4. I was questioning most everything about the choices that I had made in my life, leading up to my student teaching. I felt like I was on a precipice--that first day of student teaching was going to prove the last 3 years of my life either a gargantuan waste of time, or reinforce that teaching is what I am meant to do.
Then I started student teaching. And my world did a 180.

I have come to realize that many traits I once would have assumed to be fundamentally true about myself are, in fact, malleable and evolving. They are in my power to shape and control.
  1. I am a happy person. I have the ability to choose what I focus on and put my energies into. And if I choose a positive outlet to focus on, like running, teaching, my students, and my relationships, there are few things that can bring me down in life. Stress is of my own making because I decide how to respond to my circumstances.
  2. I am responsible for no one's problems and work but my own; I have choice and autonomy in what I do with my time. I learned how to say no. I developed a clear set of priorities. I let people in to my life who supported those priorities, and did not push me into things that were not in my best interest. I finally learned how to look out for me.
  3. I will never stop loving the process of learning. Having the chance to teach students about a subject that I love has taught me even more about the content. It quickly became clear that if you want someone to retain and value the material you are trying to teach, you need to know the subject even better than you expect them to. For this reason, I will never stop learning or engaging in the process of acquiring knowledge that interests me and I am passionate about. That is an entirely joyous realization!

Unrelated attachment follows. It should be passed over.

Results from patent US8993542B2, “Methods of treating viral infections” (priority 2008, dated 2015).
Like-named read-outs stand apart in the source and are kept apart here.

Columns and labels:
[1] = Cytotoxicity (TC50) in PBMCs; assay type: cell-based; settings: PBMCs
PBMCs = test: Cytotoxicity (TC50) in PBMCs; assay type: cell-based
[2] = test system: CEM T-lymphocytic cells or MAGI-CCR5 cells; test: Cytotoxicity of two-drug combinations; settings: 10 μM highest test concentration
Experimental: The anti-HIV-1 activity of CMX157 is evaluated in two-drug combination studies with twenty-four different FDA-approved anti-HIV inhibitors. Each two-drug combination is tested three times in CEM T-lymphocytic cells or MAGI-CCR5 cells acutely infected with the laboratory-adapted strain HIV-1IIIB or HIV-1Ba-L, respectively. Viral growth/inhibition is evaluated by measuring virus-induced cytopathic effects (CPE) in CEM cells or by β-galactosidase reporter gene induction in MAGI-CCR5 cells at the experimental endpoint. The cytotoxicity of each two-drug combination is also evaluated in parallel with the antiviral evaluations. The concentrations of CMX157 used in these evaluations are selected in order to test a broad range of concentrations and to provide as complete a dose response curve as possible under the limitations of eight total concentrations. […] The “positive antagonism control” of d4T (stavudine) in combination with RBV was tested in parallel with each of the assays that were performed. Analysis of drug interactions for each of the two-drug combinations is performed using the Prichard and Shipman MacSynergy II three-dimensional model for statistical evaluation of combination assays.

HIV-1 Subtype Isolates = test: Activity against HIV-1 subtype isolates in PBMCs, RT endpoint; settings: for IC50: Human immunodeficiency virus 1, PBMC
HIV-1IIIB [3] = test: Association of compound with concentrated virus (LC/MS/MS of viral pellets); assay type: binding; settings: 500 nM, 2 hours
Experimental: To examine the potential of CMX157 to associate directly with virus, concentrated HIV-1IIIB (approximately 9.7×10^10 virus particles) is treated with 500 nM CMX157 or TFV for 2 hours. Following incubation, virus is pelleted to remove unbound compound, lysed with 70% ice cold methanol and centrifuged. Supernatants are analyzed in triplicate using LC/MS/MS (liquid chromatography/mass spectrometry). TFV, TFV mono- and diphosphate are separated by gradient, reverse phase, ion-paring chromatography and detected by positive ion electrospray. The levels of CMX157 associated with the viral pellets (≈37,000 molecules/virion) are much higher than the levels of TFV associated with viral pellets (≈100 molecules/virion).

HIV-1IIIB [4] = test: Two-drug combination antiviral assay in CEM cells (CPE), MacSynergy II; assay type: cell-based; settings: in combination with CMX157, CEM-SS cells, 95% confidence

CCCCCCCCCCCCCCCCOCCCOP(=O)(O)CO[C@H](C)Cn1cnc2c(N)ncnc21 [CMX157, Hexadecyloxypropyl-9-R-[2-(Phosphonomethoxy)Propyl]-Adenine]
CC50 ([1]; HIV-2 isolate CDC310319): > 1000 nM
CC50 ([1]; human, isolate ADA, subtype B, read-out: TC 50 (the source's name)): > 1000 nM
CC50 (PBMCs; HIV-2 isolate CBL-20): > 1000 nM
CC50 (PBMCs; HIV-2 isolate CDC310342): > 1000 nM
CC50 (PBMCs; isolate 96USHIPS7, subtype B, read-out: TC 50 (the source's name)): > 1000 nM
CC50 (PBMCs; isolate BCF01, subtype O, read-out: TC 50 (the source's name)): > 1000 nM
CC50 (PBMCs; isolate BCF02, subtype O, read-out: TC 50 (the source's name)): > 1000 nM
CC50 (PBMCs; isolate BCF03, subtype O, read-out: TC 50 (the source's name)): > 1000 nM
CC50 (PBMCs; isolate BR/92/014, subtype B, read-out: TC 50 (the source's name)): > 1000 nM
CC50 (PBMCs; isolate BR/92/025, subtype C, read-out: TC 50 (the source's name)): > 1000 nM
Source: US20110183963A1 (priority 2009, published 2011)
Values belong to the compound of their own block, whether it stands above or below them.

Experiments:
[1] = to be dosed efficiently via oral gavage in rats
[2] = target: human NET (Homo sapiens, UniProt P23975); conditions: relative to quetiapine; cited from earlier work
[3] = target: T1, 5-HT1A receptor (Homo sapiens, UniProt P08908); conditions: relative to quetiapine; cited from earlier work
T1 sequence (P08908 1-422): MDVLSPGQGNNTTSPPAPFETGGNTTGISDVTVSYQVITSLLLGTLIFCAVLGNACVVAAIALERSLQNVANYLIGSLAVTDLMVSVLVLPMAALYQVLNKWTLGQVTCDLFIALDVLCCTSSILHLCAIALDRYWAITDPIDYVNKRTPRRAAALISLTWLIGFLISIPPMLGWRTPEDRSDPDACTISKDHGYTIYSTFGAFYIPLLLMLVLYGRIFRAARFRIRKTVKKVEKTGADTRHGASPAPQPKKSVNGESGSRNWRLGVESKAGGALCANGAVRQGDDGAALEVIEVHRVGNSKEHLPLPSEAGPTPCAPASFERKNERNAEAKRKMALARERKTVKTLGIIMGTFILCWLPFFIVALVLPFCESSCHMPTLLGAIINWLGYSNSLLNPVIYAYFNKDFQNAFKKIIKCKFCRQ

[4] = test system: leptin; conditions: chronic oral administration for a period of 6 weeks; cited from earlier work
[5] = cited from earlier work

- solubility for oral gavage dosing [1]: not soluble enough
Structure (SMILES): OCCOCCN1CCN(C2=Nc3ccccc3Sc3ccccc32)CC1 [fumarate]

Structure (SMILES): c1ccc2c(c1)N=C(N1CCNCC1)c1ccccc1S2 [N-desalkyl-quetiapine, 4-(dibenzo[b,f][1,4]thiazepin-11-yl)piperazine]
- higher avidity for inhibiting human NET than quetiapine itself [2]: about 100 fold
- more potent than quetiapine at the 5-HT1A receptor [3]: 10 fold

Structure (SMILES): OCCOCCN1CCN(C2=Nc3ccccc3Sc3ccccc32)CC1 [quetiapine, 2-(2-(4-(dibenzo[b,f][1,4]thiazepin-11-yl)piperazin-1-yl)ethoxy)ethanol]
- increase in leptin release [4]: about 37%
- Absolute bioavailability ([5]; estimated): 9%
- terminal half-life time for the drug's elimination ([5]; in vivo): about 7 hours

4. Teaching is what I am meant to do. I have made choices in my life that have lead me to this place, this moment, and this feeling; I do not regret a minute of it.
I am a work in progress. I have come to know this much. But if being a work in progress, if evolution, has brought me to this place, then I cannot doubt that I am on a path to much greater things.

And I cannot wait.

Thursday, June 21, 2012


Many of you have probably noticed that it's been awhile since I have done an honest-to-goodness EMS related post. Maybe you've also noticed that this was originally supposed to be an EMS blog, with bits and pieces of my life outside of EMS tossed in for a change of pace. Sadly to say, I've clearly gotten away from my original intentions for this blog.

Intentions. They're something that I have been thinking about quite a bit recently.